I graduated from Solon High School in 2004. At the time, we were a formidable Division I powerhouse when it came to OHSAA football. Over the past 9 years, the Solon Comets have had some ups and downs, but this year they snuck into the playoffs with an amazing last-second field goal in the final game of the regular season. This past Saturday, they traveled to Westerville Central to battle the Warhawks in a first-round playoffs game. My brother plays clarinet in the Solon High School Marching Band, so I was happy that I could finally see him play this season, not only because he’s my brother but also because the marching band is seriously good.
I decided to use this occasion as an opportunity to take out the new Nikon D610 to test the latest Nikon full-frame DSLR’s low-light and focusing capabilities. I was excited to use the D610, as the D600 has been a favorite of mine since it arrived on the scene, and I wanted to see exactly how the D610 stacked up against its predecessor. For glass, I chose the Sigma 70-200 F2.8, along with MeFoto Walkabout Monopod for stabilization.
The D610 performed awesomely in this low-light fast-paced football situation. The focus was where I wanted it nine times out of ten, and the Sigma lens was a great choice, allowing me to get some really cool shots even from the visitor stands. As it turned out, I didn’t even need to use the monopod, though I was glad I’d brought it along just in case.
Overall, I was incredibly happy with the images I got from the D610 and the Sigma 70-200. Despite having taken all these images from the stands, I didn’t feel like I was at a disadvantage there thanks to the gear I’d brought with me. However, I did learn some valuable lessons about taking sports photos:
1. Make a list and check it twice. Preparedness is king in the world of photography. One mistake I make too often is not having enough memory, so this time I made sure I had not one but two whole memory cards. I was feeling pretty good about myself until halfway through the second quarter my camera stopped working. That’s when it hit me: I forgot to check my battery level. I was shooting RAW + JPEG and, with the continuous shooting mode on, I burned through battery power pretty quickly, like before halftime, meaning I couldn’t get any stills or video of the main attraction (for me, at least)–the band. Next time I plan on charging my battery ahead of time (always a good idea, right?) and bringing a backup battery, or better yet, equipping my camera with a battery grip.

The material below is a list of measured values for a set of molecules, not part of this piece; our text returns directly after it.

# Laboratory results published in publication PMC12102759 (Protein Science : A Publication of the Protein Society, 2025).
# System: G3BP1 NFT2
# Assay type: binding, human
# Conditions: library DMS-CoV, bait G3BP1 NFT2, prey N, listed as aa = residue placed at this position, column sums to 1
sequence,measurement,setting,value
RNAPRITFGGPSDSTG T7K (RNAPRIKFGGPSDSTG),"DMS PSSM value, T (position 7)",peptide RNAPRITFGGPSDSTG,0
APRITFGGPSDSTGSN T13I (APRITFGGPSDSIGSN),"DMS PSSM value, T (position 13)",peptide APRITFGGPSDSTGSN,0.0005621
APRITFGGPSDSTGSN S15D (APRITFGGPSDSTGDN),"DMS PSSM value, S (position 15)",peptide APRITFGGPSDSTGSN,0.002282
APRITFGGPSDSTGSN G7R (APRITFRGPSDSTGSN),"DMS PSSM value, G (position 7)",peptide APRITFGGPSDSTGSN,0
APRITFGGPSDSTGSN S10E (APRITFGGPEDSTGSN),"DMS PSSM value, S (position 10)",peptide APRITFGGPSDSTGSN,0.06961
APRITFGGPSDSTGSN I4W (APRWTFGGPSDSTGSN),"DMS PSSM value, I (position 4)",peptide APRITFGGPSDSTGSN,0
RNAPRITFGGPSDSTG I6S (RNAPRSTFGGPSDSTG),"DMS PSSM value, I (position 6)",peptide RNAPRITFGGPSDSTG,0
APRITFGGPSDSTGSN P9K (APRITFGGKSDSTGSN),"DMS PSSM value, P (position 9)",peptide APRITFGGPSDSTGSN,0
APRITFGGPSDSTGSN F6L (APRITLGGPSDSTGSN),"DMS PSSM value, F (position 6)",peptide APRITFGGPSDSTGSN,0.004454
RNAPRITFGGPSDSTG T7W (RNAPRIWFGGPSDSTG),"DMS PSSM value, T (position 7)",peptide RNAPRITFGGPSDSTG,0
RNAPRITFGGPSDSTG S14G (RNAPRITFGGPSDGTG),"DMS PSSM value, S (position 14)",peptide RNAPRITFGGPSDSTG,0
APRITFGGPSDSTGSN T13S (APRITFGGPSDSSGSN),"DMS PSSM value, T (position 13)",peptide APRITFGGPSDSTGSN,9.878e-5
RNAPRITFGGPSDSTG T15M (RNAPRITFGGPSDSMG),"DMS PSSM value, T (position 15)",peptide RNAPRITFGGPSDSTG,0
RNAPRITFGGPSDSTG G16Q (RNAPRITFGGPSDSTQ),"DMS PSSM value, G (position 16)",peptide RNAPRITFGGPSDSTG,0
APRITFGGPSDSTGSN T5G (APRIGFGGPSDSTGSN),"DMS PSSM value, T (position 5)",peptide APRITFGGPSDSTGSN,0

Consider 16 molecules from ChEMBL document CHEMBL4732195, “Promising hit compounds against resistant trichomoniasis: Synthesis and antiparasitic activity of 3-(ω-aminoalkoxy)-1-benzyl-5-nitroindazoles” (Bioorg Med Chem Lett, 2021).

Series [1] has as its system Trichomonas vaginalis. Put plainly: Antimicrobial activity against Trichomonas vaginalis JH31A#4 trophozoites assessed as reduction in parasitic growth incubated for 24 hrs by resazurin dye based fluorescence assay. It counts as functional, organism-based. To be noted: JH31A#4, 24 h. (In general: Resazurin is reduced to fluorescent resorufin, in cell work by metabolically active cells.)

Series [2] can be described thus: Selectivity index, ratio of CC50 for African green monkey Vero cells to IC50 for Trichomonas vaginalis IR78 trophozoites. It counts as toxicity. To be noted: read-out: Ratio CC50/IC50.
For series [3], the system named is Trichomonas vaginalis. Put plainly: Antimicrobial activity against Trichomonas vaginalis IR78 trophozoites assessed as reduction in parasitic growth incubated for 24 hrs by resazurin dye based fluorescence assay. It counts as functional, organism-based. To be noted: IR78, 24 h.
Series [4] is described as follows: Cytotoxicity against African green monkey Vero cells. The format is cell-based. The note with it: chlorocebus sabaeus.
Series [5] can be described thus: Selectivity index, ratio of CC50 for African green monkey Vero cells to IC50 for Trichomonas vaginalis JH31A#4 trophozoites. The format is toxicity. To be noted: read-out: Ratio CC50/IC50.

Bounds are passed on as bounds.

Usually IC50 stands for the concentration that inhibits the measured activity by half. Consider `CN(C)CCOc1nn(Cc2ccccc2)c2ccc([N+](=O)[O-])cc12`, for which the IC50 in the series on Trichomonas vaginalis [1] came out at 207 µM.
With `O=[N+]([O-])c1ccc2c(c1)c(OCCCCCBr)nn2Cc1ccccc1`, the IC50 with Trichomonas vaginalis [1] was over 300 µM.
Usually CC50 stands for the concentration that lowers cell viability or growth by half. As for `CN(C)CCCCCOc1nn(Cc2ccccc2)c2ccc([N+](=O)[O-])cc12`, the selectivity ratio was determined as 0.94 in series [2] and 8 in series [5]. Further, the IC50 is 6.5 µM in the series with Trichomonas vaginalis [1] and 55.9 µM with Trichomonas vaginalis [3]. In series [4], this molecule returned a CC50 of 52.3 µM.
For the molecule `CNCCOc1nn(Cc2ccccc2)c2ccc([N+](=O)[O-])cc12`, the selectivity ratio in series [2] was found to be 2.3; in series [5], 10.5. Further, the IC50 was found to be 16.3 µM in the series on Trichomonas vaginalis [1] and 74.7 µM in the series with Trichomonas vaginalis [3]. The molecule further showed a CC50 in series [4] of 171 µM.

2. Set yourself up for success. I shot all these at ISO 3200 with my aperture set to F2.8 and my shutter speed at 1/320s. The noise is barely noticeable (if at all) and the depth of field was exactly what I wanted. I was also shooting in a high-speed continuous mode and had my focus set to AF-C, and my autofocus performed admirably. Considering this game started at 7 PM post-Daylight Savings, I feel like these settings will be a pretty good baseline for when I shoot my next nighttime sports event.
3. Stay focused. I’m often asked what the trick to getting sharp sports images is. The fact is, you can’t expect your autofocus to nail the shot 100% of the time. That’s just unreasonable. But if you bring two memory cards so that you can shoot continuously, and if you have your focus set to AF-C (or AI Servo in Canon), you’re going to have a pretty high ratio of in-focus shots. Just snap a lot in these settings and you should without a doubt get some shots that make you happy. Want some more tips about focus? Nikon has some advice.
4. Move your butt. I grabbed some decent shots from the stand. But I wasn’t just standing in one place. I was moving up and down, and following the action, so that I could get some new perspectives and to keep it interesting for myself. Even from the stands, I got some fairly “professional”-looking shots, as far as I’m concerned.
Gear is generally not the most important factor in obtaining some quality photos, but having a camera with the low-light capabilities of the Nikon D610 and the focal length and minimum f-stop of the Sigma 70-200 F2.8 helped immensely in this situation. And even though my alma mater didn’t fare as well as my gear did, I was glad I could see them cap off a great season that no one expected, and I was especially glad I got to see my brother rock out to a brassy version of “Thrift Shop” one last time this year.